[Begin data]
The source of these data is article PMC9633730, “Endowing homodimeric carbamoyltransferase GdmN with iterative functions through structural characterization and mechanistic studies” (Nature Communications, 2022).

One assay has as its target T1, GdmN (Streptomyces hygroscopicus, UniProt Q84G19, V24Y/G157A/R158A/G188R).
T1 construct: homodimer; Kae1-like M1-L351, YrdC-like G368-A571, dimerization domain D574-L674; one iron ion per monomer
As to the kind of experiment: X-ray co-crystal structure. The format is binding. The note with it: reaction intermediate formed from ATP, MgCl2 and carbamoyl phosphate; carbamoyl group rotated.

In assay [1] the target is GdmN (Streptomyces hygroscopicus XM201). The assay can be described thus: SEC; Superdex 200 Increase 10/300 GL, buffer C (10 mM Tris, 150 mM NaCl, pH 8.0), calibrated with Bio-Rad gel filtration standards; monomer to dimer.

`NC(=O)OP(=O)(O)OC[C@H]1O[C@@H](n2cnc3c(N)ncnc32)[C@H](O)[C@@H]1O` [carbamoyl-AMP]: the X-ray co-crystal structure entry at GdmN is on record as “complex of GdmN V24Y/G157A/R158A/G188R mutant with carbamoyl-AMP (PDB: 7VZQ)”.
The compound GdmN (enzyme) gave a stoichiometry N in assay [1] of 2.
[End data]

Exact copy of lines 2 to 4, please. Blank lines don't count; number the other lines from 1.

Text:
One assay has as its target T1, GdmN (Streptomyces hygroscopicus, UniProt Q84G19, V24Y/G157A/R158A/G188R).
T1 construct: homodimer; Kae1-like M1-L351, YrdC-like G368-A571, dimerization domain D574-L674; one iron ion per monomer
As to the kind of experiment: X-ray co-crystal structure. The format is binding. The note with it: reaction intermediate formed from ATP, MgCl2 and carbamoyl phosphate; carbamoyl group rotated.